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Torso of a Youth

A work made of marble.
CC0 Public Domain Designation

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  • A work made of marble.


1st-2nd century



About this artwork

Greek masterpieces were copied early and often. The statues of the 4th-century B.C. Athenian sculptor Praxiteles were especially influential. His male figures were usually languid, youthful, and sensuous. The standing figures bore the body’s weight on one taut leg. The other, bent at the knee, was relaxed. The side of the body with the lowered hip had a higher shoulder, resulting in a pronounced S curve. The muscular yet supple body and the opposing diagonal lines of the hips and shoulders of this torso indicate that its sculptor followed Praxiteles’s principles. A swath of drapery across its back may have been draped in the front over one or both of the youth’s arms.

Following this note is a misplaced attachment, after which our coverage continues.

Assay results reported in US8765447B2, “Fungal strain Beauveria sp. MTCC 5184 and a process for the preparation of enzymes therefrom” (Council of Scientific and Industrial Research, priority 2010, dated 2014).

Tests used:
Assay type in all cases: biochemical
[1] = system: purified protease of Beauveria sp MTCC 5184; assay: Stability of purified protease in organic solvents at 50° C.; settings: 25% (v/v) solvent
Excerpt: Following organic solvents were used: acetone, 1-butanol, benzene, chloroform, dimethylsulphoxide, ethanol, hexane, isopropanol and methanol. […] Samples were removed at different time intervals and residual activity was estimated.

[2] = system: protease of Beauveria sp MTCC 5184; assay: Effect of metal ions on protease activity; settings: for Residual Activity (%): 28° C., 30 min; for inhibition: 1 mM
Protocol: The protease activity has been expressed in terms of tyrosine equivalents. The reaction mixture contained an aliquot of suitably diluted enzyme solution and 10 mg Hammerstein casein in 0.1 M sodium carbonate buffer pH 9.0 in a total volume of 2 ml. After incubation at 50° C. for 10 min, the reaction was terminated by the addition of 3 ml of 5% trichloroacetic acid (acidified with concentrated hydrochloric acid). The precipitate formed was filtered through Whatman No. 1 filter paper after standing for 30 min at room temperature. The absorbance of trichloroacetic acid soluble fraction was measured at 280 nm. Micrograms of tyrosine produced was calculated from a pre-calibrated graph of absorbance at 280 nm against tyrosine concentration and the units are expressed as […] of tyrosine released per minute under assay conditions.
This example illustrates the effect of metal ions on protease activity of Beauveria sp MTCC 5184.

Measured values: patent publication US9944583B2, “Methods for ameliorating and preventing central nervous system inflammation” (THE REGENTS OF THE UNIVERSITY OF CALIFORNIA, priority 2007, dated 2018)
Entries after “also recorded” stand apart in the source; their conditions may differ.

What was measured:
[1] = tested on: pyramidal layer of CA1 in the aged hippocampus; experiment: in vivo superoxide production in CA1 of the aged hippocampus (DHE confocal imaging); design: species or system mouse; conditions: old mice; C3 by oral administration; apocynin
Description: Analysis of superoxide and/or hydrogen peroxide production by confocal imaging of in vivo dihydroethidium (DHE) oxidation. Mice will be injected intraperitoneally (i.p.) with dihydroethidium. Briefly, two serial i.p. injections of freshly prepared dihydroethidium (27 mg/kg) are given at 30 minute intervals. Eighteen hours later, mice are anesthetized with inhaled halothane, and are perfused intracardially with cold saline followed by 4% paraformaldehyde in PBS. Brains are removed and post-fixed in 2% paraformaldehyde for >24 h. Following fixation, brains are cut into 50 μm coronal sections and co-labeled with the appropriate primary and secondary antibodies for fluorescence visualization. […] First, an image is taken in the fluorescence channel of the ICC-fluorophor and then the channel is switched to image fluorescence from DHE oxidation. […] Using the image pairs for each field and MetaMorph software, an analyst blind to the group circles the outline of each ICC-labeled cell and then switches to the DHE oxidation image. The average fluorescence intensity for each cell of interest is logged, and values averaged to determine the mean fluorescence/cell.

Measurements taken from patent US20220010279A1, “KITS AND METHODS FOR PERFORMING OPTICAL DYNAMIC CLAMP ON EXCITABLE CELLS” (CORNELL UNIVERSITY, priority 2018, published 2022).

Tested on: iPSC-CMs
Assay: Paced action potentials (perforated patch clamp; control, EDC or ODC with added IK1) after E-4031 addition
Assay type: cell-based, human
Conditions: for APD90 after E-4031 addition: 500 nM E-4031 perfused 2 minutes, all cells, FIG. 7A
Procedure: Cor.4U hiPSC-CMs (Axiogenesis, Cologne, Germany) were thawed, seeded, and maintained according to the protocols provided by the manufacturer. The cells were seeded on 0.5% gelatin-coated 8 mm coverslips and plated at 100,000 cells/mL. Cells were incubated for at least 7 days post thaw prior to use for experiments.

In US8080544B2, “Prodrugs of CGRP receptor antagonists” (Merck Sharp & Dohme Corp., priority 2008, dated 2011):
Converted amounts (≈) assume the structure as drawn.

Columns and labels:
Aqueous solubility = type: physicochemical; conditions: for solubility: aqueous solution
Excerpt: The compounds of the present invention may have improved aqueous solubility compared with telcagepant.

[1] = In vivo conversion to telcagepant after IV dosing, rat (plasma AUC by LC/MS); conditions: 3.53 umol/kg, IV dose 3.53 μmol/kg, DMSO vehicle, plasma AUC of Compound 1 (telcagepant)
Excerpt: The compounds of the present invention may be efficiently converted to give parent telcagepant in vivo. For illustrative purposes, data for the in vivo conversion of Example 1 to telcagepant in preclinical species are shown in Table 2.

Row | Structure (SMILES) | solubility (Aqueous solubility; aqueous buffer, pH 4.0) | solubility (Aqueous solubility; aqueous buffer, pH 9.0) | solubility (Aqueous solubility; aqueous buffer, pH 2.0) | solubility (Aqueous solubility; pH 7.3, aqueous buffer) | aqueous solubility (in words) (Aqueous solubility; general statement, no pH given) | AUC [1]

Currently Off View


Arts of the Ancient Mediterranean and Byzantium


Ancient Roman


Torso of a Youth


Roman Empire (Object made in)

Date  Dates are not always precisely known, but the Art Institute strives to present this information as consistently and legibly as possible. Dates may be represented as a range that spans decades, centuries, dynasties, or periods and may include qualifiers such as c. (circa) or BCE.

1 CE–200 CE




66.2 × 38.7 × 24 cm (25 1/2 × 15 1/4 × 9 1/2 in.)

Credit Line

Robert A. Waller Fund

Reference Number


IIIF Manifest  The International Image Interoperability Framework (IIIF) represents a set of open standards that enables rich access to digital media from libraries, archives, museums, and other cultural institutions around the world.

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Extended information about this artwork

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